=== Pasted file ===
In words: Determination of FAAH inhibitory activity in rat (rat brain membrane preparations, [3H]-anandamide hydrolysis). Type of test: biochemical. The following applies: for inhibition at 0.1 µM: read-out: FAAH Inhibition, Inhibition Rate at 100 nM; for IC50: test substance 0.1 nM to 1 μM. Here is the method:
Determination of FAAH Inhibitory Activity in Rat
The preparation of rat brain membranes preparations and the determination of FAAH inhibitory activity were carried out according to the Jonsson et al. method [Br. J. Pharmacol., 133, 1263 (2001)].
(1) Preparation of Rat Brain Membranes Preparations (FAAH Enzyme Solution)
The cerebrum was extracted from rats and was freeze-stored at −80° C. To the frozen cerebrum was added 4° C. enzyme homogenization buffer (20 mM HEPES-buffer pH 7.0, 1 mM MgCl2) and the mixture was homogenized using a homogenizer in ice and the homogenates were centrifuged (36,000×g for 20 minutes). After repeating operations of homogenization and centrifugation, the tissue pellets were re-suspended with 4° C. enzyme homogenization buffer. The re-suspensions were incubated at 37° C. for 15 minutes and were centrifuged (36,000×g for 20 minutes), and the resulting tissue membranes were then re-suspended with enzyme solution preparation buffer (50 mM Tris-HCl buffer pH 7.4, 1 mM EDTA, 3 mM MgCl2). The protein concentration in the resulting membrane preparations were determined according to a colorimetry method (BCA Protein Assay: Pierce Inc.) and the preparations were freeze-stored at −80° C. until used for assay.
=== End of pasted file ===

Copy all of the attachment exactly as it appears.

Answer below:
In words: Determination of FAAH inhibitory activity in rat (rat brain membrane preparations, [3H]-anandamide hydrolysis). Type of test: biochemical. The following applies: for inhibition at 0.1 µM: read-out: FAAH Inhibition, Inhibition Rate at 100 nM; for IC50: test substance 0.1 nM to 1 μM. Here is the method:
Determination of FAAH Inhibitory Activity in Rat
The preparation of rat brain membranes preparations and the determination of FAAH inhibitory activity were carried out according to the Jonsson et al. method [Br. J. Pharmacol., 133, 1263 (2001)].
(1) Preparation of Rat Brain Membranes Preparations (FAAH Enzyme Solution)
The cerebrum was extracted from rats and was freeze-stored at −80° C. To the frozen cerebrum was added 4° C. enzyme homogenization buffer (20 mM HEPES-buffer pH 7.0, 1 mM MgCl2) and the mixture was homogenized using a homogenizer in ice and the homogenates were centrifuged (36,000×g for 20 minutes). After repeating operations of homogenization and centrifugation, the tissue pellets were re-suspended with 4° C. enzyme homogenization buffer. The re-suspensions were incubated at 37° C. for 15 minutes and were centrifuged (36,000×g for 20 minutes), and the resulting tissue membranes were then re-suspended with enzyme solution preparation buffer (50 mM Tris-HCl buffer pH 7.4, 1 mM EDTA, 3 mM MgCl2). The protein concentration in the resulting membrane preparations were determined according to a colorimetry method (BCA Protein Assay: Pierce Inc.) and the preparations were freeze-stored at −80° C. until used for assay.